Middle English toile, toille, borrowed from Anglo-French toille, probably variant of tieule, teulle, tuille "terra-cotta roofing tile" (the piece of armor so called from its resemblance in shape), continental Old French tieule, tiule, going back to Latin tēgula — more at tile entry 1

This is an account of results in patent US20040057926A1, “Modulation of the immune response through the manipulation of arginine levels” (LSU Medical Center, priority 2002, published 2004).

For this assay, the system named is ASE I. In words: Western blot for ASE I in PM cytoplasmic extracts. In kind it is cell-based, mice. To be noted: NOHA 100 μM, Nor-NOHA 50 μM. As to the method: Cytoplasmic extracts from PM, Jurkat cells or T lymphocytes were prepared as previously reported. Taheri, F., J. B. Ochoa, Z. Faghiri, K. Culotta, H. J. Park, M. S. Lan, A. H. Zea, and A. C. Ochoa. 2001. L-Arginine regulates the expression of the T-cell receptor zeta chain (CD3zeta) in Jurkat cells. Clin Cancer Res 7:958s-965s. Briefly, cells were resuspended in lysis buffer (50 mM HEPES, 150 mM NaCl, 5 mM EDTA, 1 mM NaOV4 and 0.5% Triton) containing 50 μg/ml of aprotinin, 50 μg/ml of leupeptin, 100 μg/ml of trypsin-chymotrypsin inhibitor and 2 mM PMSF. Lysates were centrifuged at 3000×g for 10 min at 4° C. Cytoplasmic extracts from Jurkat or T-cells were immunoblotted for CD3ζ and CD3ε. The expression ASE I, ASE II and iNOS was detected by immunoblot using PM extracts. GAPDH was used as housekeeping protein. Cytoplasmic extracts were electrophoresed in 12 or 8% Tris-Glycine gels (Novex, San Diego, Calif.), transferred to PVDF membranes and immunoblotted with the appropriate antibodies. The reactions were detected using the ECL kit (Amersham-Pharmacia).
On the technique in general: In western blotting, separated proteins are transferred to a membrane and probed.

The French word in this sense is apparently only found in the text of an account of a tournament held in 1467 between Lord Scales and the Bastard of Burgundy, preserved in British Library manuscript Harley 4632. The English version of the same account provides one of the two citations for the word in the Middle English Dictionary. The text is printed in William Bentley, Excerpta Historica, or, Illustrations of English History (London, 1833), p. 181. No meaning relating to armor is recorded in dictionaries of medieval French (Tobler-Lommatzsch, Godefroy, Dictionnaire du moyen français, Anglo-Norman Dictionary).